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Expert Advice /
Nobby Orens ’59
How to Know When You’ve Played Too Much Golf
A phone call awoke Nobby Orens ’59 at 4:15 a.m. and he hurried to the
hospital for the birth of his sixth grandchild. But before rushing off,
he loaded his golf gear in the trunk just in case his daughter delivered
in time for him to make his 8:28 a.m. tee time. She did, and he made it
onto the course.
Orens is a golf nut. In fact, in 1999 the Golf Nut Society named him
Golf Nut of the Year, in part for playing three rounds of golf—in
London, New York and Los Angeles—in a single day. The feat also earned
him a place, although short-lived, in the Guinness Book of World
Records for “Greatest Distance Traveled Between Two Rounds of Golf
on the Same Day.”
Orens, who owns a travel agency in Encino, Calif., is also adept at
playing quickly. In Alaska in 1998, he played 200 holes in one day.
During his world record-breaking trip he played a round in New York in
65 minutes. Hearing that Orens was playing for a spot in the Guinness
Book, other players cleared the course “like the Red Sea parting for
Moses,” he says.
In addition to being an avid golfer Orens has competed and placed in
several California bodybuilding competitions, in the 60-and-older
division. Although he is in great shape he laments the toll old age is
having on his memory. “If my mind was as in good shape as my body, I’d
be a genius,” he says.
Orens says he got the material for his 2001 book, Golf Is a Funny
Disease: The Official Guide to Golf Humor, by exchanging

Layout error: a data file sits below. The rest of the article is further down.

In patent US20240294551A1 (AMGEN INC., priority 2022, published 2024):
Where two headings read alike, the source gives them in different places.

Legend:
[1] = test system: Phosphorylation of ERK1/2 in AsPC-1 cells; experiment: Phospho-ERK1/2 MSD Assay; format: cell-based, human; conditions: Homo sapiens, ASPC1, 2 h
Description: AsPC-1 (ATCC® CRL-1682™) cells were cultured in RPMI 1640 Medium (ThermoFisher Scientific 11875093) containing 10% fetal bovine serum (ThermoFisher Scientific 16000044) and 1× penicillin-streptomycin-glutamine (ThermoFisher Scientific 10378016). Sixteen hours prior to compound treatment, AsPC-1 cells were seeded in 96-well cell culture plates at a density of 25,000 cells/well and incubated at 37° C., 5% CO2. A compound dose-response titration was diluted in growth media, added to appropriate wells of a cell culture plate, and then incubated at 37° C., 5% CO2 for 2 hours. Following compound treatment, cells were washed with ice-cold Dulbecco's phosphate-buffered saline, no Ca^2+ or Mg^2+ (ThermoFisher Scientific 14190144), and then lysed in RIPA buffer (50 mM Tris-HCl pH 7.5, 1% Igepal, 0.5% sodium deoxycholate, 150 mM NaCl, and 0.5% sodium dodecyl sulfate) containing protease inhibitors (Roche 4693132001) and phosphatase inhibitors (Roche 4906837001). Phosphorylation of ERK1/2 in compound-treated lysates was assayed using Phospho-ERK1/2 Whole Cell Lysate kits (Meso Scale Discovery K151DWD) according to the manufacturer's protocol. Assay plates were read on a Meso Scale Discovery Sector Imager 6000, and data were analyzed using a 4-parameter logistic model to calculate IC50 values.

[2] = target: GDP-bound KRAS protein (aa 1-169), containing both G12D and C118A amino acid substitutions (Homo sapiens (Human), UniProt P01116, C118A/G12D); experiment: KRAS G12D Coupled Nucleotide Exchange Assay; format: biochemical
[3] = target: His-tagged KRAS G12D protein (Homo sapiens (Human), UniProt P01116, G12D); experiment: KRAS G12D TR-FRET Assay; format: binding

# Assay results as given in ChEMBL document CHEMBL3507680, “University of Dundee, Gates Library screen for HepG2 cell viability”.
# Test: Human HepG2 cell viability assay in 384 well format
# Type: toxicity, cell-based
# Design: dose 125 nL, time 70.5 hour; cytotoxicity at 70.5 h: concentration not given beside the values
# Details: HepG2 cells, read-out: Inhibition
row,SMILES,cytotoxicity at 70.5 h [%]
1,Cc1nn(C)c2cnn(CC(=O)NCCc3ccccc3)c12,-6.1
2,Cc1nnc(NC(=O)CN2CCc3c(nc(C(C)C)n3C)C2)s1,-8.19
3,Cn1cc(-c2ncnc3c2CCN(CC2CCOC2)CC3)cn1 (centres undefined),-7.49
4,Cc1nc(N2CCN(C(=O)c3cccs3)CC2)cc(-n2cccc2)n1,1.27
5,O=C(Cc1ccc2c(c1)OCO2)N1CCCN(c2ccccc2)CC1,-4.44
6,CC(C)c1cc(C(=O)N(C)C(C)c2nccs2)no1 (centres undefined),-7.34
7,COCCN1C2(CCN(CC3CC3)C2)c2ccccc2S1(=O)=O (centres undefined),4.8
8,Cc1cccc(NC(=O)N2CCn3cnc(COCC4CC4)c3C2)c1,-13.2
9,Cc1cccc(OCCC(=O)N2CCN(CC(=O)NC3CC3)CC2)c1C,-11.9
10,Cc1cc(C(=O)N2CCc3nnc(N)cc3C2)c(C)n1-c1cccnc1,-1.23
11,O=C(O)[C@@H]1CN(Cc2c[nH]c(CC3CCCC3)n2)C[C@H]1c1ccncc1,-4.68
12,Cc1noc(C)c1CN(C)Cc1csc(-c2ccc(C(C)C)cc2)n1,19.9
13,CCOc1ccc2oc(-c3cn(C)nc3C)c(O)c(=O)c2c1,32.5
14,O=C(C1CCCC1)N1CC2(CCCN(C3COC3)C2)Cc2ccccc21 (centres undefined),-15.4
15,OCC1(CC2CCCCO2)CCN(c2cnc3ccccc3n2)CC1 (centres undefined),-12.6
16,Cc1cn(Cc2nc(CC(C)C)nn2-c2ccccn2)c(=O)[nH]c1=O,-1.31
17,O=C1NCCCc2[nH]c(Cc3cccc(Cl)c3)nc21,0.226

jokes with other golfers. On the book’s cover is a disclaimer that warns
the reader: “This book contains many of the same four letter words you
hear on the golf course, and we don’t mean ‘Fore.’” Because the humor is
sometimes a bit crude, it wasn’t easy to excerpt some printable advice
from this book. We finally settled on the following section, in which
Orens gives (from a man who should know) symptoms of golfing excess.
You know you’ve been playing too much golf when...
...You pick something off the floor and you have to lean on your putter.
...You have your priorities in order: food, shelter, green fees, job.
...You dream you go to prison but still get conjugal visits with your
...You tell the lost motorist that the gas station is only a par four
...You’d like to take off your glove but hey, why bother?
...Whenever you see a hole in the ground, you squat, squint and read the
...You ask the shopper ahead of you in the checkout line if you can play
...Before you pick up the saltshaker, you mark the position with a dime.
—Michael Bernstein ’08